Sunday July 15th:

20 Miles: In preparation for pacing my friend Jeremy Bonnet at the VT 100 the following week I wanted to continue to tack some speed onto the end of my long runs. Running the 14 miles to the start of the Bradbury Scuffle, a 6 mile trail race at Bradbury Mountain,seemed like a great opportunity to get one last long run in before VT. I was excited to see how this would all pan out...

I ran well all morning until the heat caught up with me at mile 4 of the Scuffle and the wheels came off from there. Not a great race but a perfect training run for VT.

Saturday July 21st:

30 Miles: An unforgettable run along the last 30 mile stretch of the Vermont 100 with Jeremy Bonnet. I knew that running some of the more technical trails at night would be good practice for Virgil Crest but the greatest benefit was witnessing Jeremy run harder than I ever anticipated over some very challenging terrain for the last stage of a 100 miler. He ran amazingly well at this race and crossed the line at just after midnight for a 20:05 finish. I left with lifelong memories of headlamps, moonlight, and the galloping hoofs of horses as we ran through the fields and trails of back country Vermont. I would love to compete in the 25th running of this incredible race next year. I returned to Maine with an even greater respect for a runner and friend who I've always held in the highest regard, an appreciation for my teammates at Trail Monster Running  that grows stronger with each experience that we share, and a dose of pure inspiration as race day in Virgil NY fast approaches.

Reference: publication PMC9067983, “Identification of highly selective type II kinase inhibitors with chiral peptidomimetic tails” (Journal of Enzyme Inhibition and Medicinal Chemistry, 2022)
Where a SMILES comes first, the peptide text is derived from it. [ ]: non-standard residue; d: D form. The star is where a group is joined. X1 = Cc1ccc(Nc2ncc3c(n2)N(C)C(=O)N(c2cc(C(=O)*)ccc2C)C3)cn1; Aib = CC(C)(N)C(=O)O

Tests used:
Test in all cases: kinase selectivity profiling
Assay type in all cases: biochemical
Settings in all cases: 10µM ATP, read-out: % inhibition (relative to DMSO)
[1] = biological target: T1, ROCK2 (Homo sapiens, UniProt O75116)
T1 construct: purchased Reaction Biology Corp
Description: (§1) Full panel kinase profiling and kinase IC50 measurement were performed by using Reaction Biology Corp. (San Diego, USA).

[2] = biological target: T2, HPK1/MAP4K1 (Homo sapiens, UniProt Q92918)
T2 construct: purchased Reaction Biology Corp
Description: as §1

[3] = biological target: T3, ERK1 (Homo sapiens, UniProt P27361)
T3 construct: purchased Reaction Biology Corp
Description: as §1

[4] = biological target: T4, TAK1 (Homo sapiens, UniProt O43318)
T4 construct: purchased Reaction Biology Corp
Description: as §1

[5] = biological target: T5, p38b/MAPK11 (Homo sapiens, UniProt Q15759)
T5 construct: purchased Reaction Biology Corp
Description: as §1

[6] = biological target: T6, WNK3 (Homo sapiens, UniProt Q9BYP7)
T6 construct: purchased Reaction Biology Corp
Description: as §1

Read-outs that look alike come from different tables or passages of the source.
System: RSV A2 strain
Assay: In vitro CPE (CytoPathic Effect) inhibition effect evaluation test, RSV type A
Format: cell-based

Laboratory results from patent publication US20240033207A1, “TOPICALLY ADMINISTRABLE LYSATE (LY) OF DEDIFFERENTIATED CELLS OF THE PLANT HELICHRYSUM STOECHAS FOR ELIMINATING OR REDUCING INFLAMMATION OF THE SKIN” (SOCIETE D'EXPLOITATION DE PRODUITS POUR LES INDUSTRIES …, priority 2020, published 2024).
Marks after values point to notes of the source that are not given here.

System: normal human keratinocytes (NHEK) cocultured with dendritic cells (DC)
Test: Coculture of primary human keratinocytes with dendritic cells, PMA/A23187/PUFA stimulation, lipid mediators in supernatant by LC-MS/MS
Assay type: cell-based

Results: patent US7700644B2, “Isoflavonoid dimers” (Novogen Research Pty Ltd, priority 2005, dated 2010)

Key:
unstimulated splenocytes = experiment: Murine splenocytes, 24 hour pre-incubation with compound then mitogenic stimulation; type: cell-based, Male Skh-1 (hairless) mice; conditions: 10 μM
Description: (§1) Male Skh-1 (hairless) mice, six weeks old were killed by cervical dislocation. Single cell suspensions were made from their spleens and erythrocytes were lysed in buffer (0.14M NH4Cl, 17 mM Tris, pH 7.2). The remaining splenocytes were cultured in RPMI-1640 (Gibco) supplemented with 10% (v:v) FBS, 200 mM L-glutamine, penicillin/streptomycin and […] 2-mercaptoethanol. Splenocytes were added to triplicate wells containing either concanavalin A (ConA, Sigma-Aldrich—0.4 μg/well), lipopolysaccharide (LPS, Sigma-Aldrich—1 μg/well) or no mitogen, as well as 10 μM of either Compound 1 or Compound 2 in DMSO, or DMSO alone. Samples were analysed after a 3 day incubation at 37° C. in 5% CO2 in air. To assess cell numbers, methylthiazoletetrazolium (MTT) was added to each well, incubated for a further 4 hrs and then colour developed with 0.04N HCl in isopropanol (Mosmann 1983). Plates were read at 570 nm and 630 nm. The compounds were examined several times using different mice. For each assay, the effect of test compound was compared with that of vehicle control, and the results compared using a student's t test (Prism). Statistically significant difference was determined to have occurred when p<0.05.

Saturday July 28th:

21 Miles: This was a tough run. I spent the beginning of the week recovering from the Vermont 100 (my nutrition and sleep have been very tight lately and a weekend of wonky wake-ups, late night running, sugary gels, and greasy ultra burgers -sans bun but still really, really bad- took a serious toll on me). The end of the week was spent pounding through some tough workouts at the gym and the combination of the two caught up with me on Saturday morning. I woke up feeling sick, stiff-legged, and not ready to run my planned 21 mile out and back to Wolfs Neck State Park. I sucked it up as good practice for the inevitable low points at Virgil Crest, enjoyed the technical, hilly, and highly scenic trails at the park, and proceeded to enjoy nothing else about this run except for its conclusion. Tough runs happen and tough runners run through them.

Moving forward...